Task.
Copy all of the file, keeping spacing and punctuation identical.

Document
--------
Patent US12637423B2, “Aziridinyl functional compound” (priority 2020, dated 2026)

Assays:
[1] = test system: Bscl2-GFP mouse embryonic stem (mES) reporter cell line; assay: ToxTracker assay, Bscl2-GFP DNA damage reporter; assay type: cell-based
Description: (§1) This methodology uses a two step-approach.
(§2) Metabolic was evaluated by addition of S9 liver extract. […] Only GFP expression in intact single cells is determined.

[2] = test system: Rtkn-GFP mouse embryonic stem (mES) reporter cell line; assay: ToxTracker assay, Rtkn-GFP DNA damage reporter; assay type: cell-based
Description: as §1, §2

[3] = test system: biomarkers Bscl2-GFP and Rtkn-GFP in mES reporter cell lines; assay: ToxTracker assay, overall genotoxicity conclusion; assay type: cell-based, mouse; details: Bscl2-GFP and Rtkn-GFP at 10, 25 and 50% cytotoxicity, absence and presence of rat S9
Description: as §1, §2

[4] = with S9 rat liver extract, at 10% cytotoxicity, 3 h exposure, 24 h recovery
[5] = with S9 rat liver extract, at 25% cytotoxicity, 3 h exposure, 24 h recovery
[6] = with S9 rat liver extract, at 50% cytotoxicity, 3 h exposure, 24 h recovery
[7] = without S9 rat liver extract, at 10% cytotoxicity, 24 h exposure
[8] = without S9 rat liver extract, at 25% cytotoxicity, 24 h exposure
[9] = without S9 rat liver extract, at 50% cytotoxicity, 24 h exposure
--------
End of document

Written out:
Patent US12637423B2, “Aziridinyl functional compound” (priority 2020, dated 2026)

Assays:
[1] = test system: Bscl2-GFP mouse embryonic stem (mES) reporter cell line; assay: ToxTracker assay, Bscl2-GFP DNA damage reporter; assay type: cell-based
Description: (§1) This methodology uses a two step-approach.
(§2) Metabolic was evaluated by addition of S9 liver extract. […] Only GFP expression in intact single cells is determined.

[2] = test system: Rtkn-GFP mouse embryonic stem (mES) reporter cell line; assay: ToxTracker assay, Rtkn-GFP DNA damage reporter; assay type: cell-based
Description: as §1, §2

[3] = test system: biomarkers Bscl2-GFP and Rtkn-GFP in mES reporter cell lines; assay: ToxTracker assay, overall genotoxicity conclusion; assay type: cell-based, mouse; details: Bscl2-GFP and Rtkn-GFP at 10, 25 and 50% cytotoxicity, absence and presence of rat S9
Description: as §1, §2

[4] = with S9 rat liver extract, at 10% cytotoxicity, 3 h exposure, 24 h recovery
[5] = with S9 rat liver extract, at 25% cytotoxicity, 3 h exposure, 24 h recovery
[6] = with S9 rat liver extract, at 50% cytotoxicity, 3 h exposure, 24 h recovery
[7] = without S9 rat liver extract, at 10% cytotoxicity, 24 h exposure
[8] = without S9 rat liver extract, at 25% cytotoxicity, 24 h exposure
[9] = without S9 rat liver extract, at 50% cytotoxicity, 24 h exposure